People simply aren't going
to pay $500 for a Samsung tablet when they can get a very similar device for
$199. As a result, the average price level for good-quality Android tablets
will ultimately sink to that level. In fact, the word ultimately may be
overstating things. I wouldn't be surprised to see price reductions in the
tablet market in anticipation of the Christmas season releases of the Kindle
Fire and Nook Color 2.
So by the end of the year,
tablets in general will be cheaper, especially for models with 7-inch screens
where all the competition is. The price shift may take a little longer for
10-inch tablets. But perhaps this is an area where Apple will lead to a new
pricing environment for the larger devices.
Think about a scenario in
which Apple releases the iPad 3 sometime early in 2012, but rather than simply
closing out the iPad 2 line, it reduces the price and continues to sell them.
This is essentially what Apple did with the iPhone 3GS after the iPhone 4 was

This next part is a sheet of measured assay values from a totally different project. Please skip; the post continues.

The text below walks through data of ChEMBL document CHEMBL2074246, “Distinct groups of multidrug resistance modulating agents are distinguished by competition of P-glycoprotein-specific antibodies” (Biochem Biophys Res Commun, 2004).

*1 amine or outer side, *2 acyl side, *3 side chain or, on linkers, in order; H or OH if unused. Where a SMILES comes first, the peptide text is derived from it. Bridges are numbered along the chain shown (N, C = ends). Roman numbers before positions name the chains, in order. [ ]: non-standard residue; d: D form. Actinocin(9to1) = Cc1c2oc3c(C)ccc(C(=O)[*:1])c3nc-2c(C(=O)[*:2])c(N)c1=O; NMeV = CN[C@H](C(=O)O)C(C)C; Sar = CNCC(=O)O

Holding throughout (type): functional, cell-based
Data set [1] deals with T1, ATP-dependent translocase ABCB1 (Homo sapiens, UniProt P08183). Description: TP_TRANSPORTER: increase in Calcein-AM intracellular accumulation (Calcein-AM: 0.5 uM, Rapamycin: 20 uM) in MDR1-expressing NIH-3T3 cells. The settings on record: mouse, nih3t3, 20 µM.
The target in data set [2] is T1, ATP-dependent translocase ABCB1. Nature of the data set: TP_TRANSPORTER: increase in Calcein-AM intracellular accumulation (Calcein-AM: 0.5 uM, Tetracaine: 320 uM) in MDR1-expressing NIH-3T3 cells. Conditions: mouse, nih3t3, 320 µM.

introduced. The advantage of this to Apple is that it gets to keep its market
share intact, while not letting the price of its premier product erode.
If Apple were to follow a
strategy for the iPa
d similar to what it did for the iPhone, then we'd see the
iPad 3 on sale for the $500 that you can currently buy an iPad 2, and the
latter would then be reduced to something like $300. This pricing strategy
would force the 10-inch Android tablets into that price range as well, since it
would be hard to convince most customers to pay more for an Android tablet than
for an iPad.
Of course, it wouldn't have
quite as much of an effect on the 10-inch tablets, especially the Android
tablets that exceed the iPad in features. You can already see this in phone
sales where many 4G Android phones sell for a higher subsidized price than the
iPhone 3GS. A few even sell for more than the iPhone 4. But those all have 4G
data capabilities, which the iPhone doesn't.
So the result is that there
will still be expensive tablets out there that people will still buy. But the
general level of tablet prices will drop, and as a result, more people will buy
them, regardless of what Apple does with the iPad. No matter how you look at
it, this general broadening of the tablet market is a good thing, and it will
make for a nice Christmas.
Editor's note: This article was updated with the official price that Amazon announced for the Kindle Fire on Sept. 28.